I am a fourth-generation farmer from Crook County, and my family has been farming in Central Oregon for more than 100 years. On my farm, we raise alfalfa, hay and carrot seed, along with cattle. Because of the drought, we’re expecting a 40% decrease in crop income from what we normally project.
I have seen multiple stories in the media focusing on how the drought has impacted agriculture, and I appreciate the attention to the plight of farmers and ranchers during this extremely dry season. However, more often than not, the articles will conclude that climate change is the sole cause of the water shortages we’re experiencing here in Central Oregon. The reality is a lot more complicated than that.
In agriculture, we have always faced tough water years. It’s part of being a farmer. This year is definitely one of the worst — if not the very worst — but to cast the blame solely on climate change misses the mark and doesn’t reflect the full picture of what we’re experiencing here on the ground.
For our irrigation districts, the impact of the Endangered Species Act (ESA) cannot be understated. The ESA has drastically altered water management in the Deschutes basin, and has resulted in significantly less water for our farms. But farmers have been doing our part.
Just last fall, in a local, collaborative initiative with the aim of complying with the ESA, the Deschutes Basin Habitat Conservation Plan (HCP) was approved by the federal government after years of negotiation.
The plan is a giant, proactive effort launched by the Central Oregon irrigation districts to come up with a long-term plan to protect salmon, frogs, and other species, while still providing water for irrigators. It will take a major commitment from local farmers and the districts to manage water in a way that benefits those species, while still allowing farmers to grow their crops.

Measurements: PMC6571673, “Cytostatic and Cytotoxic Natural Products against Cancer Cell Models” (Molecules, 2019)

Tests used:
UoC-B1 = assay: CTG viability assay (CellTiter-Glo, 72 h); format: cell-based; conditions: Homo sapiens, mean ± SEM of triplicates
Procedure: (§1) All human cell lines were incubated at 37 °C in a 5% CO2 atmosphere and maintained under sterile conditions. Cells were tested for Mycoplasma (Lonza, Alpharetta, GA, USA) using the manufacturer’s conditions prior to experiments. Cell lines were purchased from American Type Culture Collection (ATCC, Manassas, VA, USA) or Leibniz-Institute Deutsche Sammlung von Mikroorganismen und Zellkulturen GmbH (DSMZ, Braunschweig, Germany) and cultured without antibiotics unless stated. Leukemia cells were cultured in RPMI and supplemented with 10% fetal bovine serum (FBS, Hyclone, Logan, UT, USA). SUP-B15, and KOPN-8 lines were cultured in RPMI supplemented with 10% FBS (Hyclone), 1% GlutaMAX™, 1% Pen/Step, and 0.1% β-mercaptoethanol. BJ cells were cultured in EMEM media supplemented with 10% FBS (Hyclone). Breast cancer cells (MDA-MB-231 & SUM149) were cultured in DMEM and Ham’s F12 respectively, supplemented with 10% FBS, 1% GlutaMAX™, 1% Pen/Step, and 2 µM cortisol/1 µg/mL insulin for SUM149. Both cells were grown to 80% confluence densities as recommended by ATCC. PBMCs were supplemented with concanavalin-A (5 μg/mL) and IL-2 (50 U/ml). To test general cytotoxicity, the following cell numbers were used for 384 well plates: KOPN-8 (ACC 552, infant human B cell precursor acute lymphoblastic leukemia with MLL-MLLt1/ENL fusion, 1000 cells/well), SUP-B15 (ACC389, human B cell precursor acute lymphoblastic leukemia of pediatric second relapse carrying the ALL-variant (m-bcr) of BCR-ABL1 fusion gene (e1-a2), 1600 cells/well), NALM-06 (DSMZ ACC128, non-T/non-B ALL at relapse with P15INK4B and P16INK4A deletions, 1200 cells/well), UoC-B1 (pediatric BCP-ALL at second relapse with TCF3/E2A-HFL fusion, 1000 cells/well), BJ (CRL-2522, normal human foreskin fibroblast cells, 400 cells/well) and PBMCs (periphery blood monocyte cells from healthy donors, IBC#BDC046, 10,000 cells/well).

Backing habitat improvement
As farmers, we have embraced this work — even though it means less water for us — because we support improving habitat. But it hasn’t been easy. This work has also showed me that we need meaningful Endangered Species Act reform. While we were eventually able to negotiate the HCP, the process cost millions of dollars, and it would be impossible for a farmer to navigate alone. And at the end of the day, it can still be litigated.
The ESA creates barriers to meaningful investment in whole ecosystem solutions to our complex water issues through always-increasing restrictions, litigation and bureaucracy that are incredibly challenging to manage and easy for outside parties to challenge.
We have also known for decades that we need to increase water storage if we are ever going to be able to meet the needs of both humans and ecosystems over time, yet we can’t seem to get any of those projects funded by the state or move beyond the many environmental hurdles that continuously challenge these initiatives.
Embrace the complexity
In order for agriculture to be sustainable, we need state support for innovative, forward-thinking water storage plans.
The current drought situation is dire and impacts almost all of us farmers in Central Oregon. But to point the finger at just climate change oversimplifies a complex problem that needs a collaborative, multifaceted solution and, most importantly, people willing to embrace the complexity and dive in to find solutions to our water problems.